Blog Sub Title

The digital health advantage: Technology is bringing new efficiencies to Canadian health care and improving patient outcomes

Share:Share on FacebookShare on Google+Tweet about this on TwitterShare on LinkedInEmail this to someone

Technology is changing the face of health care across Canada. Not only is it providing faster, safer care through the accessibility of patients’ medical histories and current treatment from all sources, digital solutions are also reducing delivery costs, according to leading professionals in the field.

The greatest success to date has been in the digitizing of X-rays and the development of electronic medical records, says Bill Tatham, chief executive officer of NexJ Systems — a company focused on patient-centred care. Tatham founded NexJ in 2003 because of the difficulties his wife experienced in navigating the health system when she had breast cancer.

“Thankfully, she is all right now, but it was a complex case and a difficult journey,” he says. While ill, his wife had to take on responsibility for coordinating appointments with several different doctors in different facilities, transporting reports and repeating information about medical history and various procedures. “We wanted to make a difference in health care using technology.”

Technology empowers people to do a better job, says Don Schick, CEO and founder of Strata Health Solutions. “The work we do with technology is improving patient outcomes and making the health system more efficient at the same time. We’re right in the middle of a digital health revolution. We are working to support doctors with electronic medical records, hospitals with health information systems and care providers with simple web access to pick the right package of care that’s available, supportable and safe for the patient.”

He says technology creates many benefits, not the least of which is a more efficient health system. “It is more effective, safer and cheaper to care for a patient in the community, hopefully from home.”

Both private companies work closely with Canada Health Infoway, an independent, not-for-profit organization funded by the federal government and collaborating with the provinces and territories. Infoway’s main goal is to improve the health of Canadians by working with partners to accelerate the development and use of digital health solutions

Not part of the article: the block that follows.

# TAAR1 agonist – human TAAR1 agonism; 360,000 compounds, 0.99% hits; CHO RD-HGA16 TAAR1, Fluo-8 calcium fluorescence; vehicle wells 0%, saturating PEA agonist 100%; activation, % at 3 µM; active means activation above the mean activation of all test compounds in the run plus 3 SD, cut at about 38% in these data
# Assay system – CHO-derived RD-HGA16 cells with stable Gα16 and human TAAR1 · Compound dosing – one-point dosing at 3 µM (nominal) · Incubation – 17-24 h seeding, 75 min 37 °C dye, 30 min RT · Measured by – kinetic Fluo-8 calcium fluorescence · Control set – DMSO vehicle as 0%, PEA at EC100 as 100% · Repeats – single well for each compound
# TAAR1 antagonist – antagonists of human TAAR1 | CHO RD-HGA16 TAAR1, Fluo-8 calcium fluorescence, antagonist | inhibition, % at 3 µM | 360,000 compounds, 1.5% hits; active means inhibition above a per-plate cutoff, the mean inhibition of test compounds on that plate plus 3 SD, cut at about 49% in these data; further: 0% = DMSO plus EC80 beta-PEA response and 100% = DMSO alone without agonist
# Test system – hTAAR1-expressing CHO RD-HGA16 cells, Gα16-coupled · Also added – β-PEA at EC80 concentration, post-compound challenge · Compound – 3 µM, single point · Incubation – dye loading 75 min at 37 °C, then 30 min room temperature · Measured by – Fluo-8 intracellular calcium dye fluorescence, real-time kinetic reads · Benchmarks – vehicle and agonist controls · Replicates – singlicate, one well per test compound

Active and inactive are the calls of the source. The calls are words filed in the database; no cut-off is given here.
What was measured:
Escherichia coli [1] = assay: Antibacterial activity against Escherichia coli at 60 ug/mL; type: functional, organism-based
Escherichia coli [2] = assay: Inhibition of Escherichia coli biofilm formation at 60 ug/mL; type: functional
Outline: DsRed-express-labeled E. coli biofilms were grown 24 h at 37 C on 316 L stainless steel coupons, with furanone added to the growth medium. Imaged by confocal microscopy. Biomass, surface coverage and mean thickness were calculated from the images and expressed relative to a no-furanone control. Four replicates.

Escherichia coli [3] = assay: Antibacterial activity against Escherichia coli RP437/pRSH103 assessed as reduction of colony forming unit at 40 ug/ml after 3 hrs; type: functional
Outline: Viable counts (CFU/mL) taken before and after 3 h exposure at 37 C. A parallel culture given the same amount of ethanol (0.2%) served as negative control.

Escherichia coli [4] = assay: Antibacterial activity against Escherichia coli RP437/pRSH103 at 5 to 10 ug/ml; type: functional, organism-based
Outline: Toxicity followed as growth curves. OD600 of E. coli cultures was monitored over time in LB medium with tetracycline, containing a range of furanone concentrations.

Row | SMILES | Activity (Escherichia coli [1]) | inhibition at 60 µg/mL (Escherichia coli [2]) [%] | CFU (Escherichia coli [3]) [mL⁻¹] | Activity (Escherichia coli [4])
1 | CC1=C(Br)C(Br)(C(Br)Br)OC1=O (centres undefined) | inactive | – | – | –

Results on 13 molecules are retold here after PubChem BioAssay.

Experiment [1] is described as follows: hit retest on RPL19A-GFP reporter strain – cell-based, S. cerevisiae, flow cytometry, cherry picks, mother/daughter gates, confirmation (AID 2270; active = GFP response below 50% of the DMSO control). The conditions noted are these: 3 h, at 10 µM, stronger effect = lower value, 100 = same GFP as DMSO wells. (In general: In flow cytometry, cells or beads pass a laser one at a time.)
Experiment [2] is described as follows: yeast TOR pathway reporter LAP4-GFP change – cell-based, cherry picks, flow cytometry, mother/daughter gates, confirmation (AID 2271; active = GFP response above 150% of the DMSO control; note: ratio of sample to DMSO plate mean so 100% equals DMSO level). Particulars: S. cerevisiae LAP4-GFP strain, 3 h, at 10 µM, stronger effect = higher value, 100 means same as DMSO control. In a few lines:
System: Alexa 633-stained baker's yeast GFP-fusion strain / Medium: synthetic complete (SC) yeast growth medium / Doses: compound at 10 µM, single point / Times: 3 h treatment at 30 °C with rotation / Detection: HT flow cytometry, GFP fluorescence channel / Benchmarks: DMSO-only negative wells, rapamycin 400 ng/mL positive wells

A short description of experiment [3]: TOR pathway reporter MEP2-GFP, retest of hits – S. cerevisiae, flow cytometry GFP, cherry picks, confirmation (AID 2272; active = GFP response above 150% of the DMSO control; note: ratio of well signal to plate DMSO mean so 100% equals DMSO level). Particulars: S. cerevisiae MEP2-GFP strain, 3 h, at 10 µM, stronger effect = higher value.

Since 2001, the federal government, through Infoway, has invested $2.1-billion in digital health, while provinces and territories have provided matching investments.

“Health care has been behind other industries in adopting digital technologies,” says Infoway president and CEO Michael Green. “We need to have similar types of efficiencies. There are a lot of gains in terms of productivity and quality of care that can be realized by having these systems in place.”

Since its founding, Infoway has developed a number of different programs focusing on improving patient health care through interconnection. “The first priority was to put the infrastructure in place,” says Green. “On a very basic level, we had to get the information — the details about patients and physicians — into the system.”

With this infrastructure largely in place, it has opened the way for electronic exchange of diagnostic images, patient reports, pharmaceutical information and other aspects of patient records as required, as well as enable such simple acts as booking medical appointments online and obtaining repeat prescriptions without having to visit a doctor’s office.

“Virtually no hospitals use X-ray film any more, for instance,” says Green. He notes digital X-rays are one of the major early successes in the technological transformation of health care. Among their advantages are speed of transmission and the availability of results to several medical consultants simultaneously.

“Family doctors are adopting electronic medical records. That is improving diagnosis by giving more information at the primary point of care. And for some patients with chronic conditions such as COPD, there are now systems in place for remote patient monitoring,” says Green. “It is now possible to monitor these patients in their homes and, through devices, alert a nurse or other clinician if their situation worsens.”

The focus now, he says, is on the benefit technology brings to patients. He cites how technology can improve the patient experience, quality of care and safety and give patients direct access to their health information.

One example of how the patient experience can be improved , says Schick, is in reducing wait times and speeding hospital discharges. “You can’t discharge a patient who needs home services until you are sure those services are available. With our technology, we’re hopefully working on the discharge plan for community support on the day the patient is admitted.”

In addition, he says, the use of technology in health systems is central to bringing savings to social health care in Canada. “The only way to do it is with scale and consistency and that’s what technology brings to the parties. We don’t replace the passion that clinicians have but we do create an infrastructure to support consistent outcomes and good cost-effective decisions.”

Read the full article here: